Web semantics

The longer term goal is a much richer semantic web for automatability via agents. In the short term there is a requirement for the specification and demonstration of a number of features which may be implemented cleanly using HTML and HTTP's link typing capabilities. This will permit definition of large structured documents, and relationships between versions and translations of documents to be specified by servers in a way that will allow clients to give simple user access to these properties, using for example toolbars and graphical maps.

Some link relationships have been specified for a while, but few have been in widespread use. The consortium will prototype the use of more link types, whose adoption as common practice will lead to a more readable web.

A second area in which semantics can be included is in the design of semantically rich formats for alternative representations of objects. This work is in the research stage, and involves elaboration of any extensions or generalizations to be made to the W3 hypertext model.

Protocol support for interaction

Work is in progress at CERN to provide support for user interaction with the Web, such as direct editing and creation of new resources. This is needed to allow easier updates of the Web by people with the authority and knowledge to effect such changes.

Hypertext electronic mail, news and Notes-like collaborative services will need support editing facilities for HTTP. We will attempt to develop a common model so such protocols will be useful along a spectrum of such services. This in turn gives us a base for the use of the Web as a collaborative tool rather than a medium for centralized dissemination.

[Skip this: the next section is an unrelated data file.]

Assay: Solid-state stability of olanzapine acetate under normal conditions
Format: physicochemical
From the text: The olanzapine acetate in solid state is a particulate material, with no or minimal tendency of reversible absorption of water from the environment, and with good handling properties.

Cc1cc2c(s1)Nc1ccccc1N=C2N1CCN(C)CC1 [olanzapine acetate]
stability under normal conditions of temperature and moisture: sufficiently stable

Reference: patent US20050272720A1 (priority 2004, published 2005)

The HTTP protocol needs extensions for the update and creation of objects, so that for example an HTTP proxy can perform mail and news functions as an intermediary between for example an NNTP server and an HTTP client.


There is a clear need for more sophisticated protocol features than HTTP currently provides to enable intelligent replication of information which is in wide demand. Features to control caching include the exchange of sufficient usage information to allow an efficient adaptive caching strategy, and also the exchange of logging, charging and intellectual property rights information to allow distribution through the network of caches to have the same capabilities as a simple client-server system.

A particular task is to incrementally add features to HTTP to allow caching features to be extended, along with modeling and algorithms work to provide a theoretical basis for the longer term.

Protocol Support

W3C will produce basic software which may be used as a reference implementation of the protocols. The following features are some example target developments of the protocol support code. The wish lists for the distributed reference implementations are constantly changing, as ideas move from conception to implementation in the code. The current state is kept on the Web. Much of the work of the consortium is expected to involve the folding into these products of contributions from members or from collaborating institutes.

The three basic reference implementations which the W3 Consortium will provide are the libwww common library, and a reference client and server implementation.

Common code library

The "libwww" code library contains code for the parsing and generation of all web-common data formats, and for the handling of the client side of all web-common protocols. It is structured in a very modular fashion, so that it may be used in whole or in part. Written for portability in a form of C which will compile under traditional K&R C compilers or under ANSI C, it nevertheless uses an object-oriented design style.